Last month, the Consumer Financial Protection Bureau (CFPB) investigated Dwolla, an e-commerce and online-payment company. It found Dwolla guilty of risk management negligence regarding data security practices.
The investigation has some significant implications. Before we take a deeper look, here are a few key takeaways:
The Facts of the Dwolla Case
Dwolla claimed to use “safe” and “secure” transactions to protect consumer data from unauthorized access. On its website, Dwolla claimed its data security practices exceeded industry standards. It also indicated that all sensitive personal information was encrypted and mobile applications were safe and secure.
However, the company didn’t live up to its marketing; its ERM efforts did not match industry standards, and its data security practices fell short. Deception about risk management capabilities is illegal, and regulators across the board are enforcing related standards.
Dwolla’s risk management negligence was discovered because it failed to:
How Significant Is This Development
Again, Dwolla wasn’t attacked and didn’t suffer a data breach. It suffered for misrepresenting the strength of its risk management program, systems, and capabilities. This means regulations requiring organizations to disclose the effectiveness of their risk management programs (initiated by the SEC in 2010) have spread to other regulatory agencies. It’s similar to Sarbanes Oxley spreading from the SEC to all federal and state regulators.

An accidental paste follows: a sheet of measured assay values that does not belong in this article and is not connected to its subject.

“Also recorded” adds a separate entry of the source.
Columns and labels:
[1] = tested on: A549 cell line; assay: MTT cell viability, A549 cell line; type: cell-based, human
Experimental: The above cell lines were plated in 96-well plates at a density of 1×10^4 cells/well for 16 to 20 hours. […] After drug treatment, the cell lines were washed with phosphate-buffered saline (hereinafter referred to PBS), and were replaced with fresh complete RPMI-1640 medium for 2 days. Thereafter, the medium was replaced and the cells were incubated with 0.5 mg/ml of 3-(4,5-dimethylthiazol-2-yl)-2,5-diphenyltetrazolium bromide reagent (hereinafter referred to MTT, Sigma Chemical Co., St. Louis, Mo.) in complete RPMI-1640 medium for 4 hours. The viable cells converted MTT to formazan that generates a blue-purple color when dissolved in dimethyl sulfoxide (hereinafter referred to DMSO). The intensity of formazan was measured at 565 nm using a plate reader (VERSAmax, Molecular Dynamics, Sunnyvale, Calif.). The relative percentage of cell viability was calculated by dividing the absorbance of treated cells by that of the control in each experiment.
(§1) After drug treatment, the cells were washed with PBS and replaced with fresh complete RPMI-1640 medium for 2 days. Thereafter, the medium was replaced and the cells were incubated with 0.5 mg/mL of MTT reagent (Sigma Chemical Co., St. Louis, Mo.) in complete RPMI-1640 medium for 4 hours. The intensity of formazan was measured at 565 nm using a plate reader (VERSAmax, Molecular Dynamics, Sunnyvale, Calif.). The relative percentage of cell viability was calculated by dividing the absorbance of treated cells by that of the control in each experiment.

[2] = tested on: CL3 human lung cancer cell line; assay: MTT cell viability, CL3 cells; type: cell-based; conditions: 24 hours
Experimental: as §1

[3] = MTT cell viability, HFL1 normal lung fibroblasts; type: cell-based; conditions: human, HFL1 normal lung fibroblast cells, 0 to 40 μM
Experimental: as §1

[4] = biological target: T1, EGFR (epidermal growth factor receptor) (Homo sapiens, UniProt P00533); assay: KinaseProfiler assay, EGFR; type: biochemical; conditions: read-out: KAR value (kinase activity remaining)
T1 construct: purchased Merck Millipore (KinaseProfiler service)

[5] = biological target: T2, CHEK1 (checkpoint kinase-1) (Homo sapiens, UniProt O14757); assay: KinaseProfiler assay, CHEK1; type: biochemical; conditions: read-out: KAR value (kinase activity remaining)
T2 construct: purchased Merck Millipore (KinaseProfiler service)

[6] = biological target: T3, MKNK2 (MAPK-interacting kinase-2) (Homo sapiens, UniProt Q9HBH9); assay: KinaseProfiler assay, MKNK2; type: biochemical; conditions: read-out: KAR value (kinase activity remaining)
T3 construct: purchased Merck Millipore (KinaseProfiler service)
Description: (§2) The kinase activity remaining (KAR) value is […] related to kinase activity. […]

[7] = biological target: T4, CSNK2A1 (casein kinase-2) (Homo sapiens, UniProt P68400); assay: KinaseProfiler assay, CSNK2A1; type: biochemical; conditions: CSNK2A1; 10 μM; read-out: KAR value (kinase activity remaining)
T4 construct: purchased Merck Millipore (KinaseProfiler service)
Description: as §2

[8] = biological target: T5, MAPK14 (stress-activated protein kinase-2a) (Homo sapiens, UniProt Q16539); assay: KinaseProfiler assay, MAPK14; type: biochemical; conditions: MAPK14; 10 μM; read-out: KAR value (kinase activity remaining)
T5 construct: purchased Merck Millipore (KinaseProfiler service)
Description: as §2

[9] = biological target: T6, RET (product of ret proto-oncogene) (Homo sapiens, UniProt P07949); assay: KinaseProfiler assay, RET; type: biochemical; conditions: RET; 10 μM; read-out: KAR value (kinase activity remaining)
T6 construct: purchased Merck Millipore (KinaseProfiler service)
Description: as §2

Above all, the Dwolla case should serve as a warning to smaller and/or private organizations. It’s time to take either of two roads:
The CFPB has very broad supervision – it oversees banks, credit unions, and many other financial institutions – meaning a huge number of organizations could find themselves in Dwolla’s shoes.
Additionally, company size is no longer a good predictor of who might be looked at next. In essence, the “not me” excuse is no longer valid. Compounding this is the fact that it doesn’t take a data breach or other security failure for there to be serious trouble.
As a result of all the above, this development is very significant. Claiming best practices without meeting those standards is considered misrepresentation and negligence.
Risk management isn’t about the “what if.” It’s about how effective your program and systems are. To assess the effectiveness of your ERM program, take this free RIMS Risk Maturity Model exercise. Any score less than “repeatable” is considered risk management negligence by the SEC, CFPB, and many other regulators. Evaluate your capabilities before auditors and regulators use the assessment to do the same.
To learn more about how to implement a proactive, best-practice security program, download our eBook, SEC Cybersecurity: An Annotated Guide. Read another of our blog posts for a different example of board-level accountability and poor risk management.